Josh Wood

A journalist's observations on Lebanon and elsewhere

UNIFIL 32 Years On

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Nepalese troops patrol near the UN-demarcated Blue Line in Blida, southern Lebanon in early November. Photo by Sam Tarling.

The United Nations Interim Force in Lebanon was first dispatched to southern Lebanon in 1978 to confirm Israel’s withdrawal for the area.  After this much time, the “interim” part of UNIFIL’s title seems a little unnecessary.  Out of UN peacekeeping missions, UNIFIL has been the deadliest. Despite its role of monitoring the precarious divide between Israel and Lebanon and enforcing Security Council Resolution 1701 – which ended the 2006 war – UNIFIL doesn’t get talked about too too much.

In yesterday’s International Herald Tribune I wrote an article about UNIFIL’s balance between mission and the local population.  See it here: U.N. Peacekeepers Walk Fine Line in Lebanon’s South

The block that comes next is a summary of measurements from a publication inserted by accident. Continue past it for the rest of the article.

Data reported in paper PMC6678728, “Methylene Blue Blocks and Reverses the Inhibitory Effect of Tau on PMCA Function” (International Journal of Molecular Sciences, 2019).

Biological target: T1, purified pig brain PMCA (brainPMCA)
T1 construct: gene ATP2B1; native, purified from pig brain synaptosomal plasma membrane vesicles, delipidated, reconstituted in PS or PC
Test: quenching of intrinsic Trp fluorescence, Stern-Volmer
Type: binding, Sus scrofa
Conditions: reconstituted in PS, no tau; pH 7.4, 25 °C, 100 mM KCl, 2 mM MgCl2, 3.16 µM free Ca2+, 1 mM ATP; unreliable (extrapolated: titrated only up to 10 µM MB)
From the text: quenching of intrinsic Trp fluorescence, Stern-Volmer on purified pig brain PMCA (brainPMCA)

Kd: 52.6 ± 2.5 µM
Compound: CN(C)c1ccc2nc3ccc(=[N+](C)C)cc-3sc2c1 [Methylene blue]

For more stuff on UNIFIL, try reading Joshua Hersh‘s August piece from the Abu Dhabi-based paper The National here or my piece on UNIFIL’s economy in Executive Magazine here.

Sam Tarling was along for my latest jaunt into southern Lebanon as usual and had a nice picture run in yesterday’s paper, though not on the online version.  I’ll try to get a PDF of the actual page up soon.


Written by woodenbeirut

November 26, 2010 at 4:09 pm

Posted in Uncategorized

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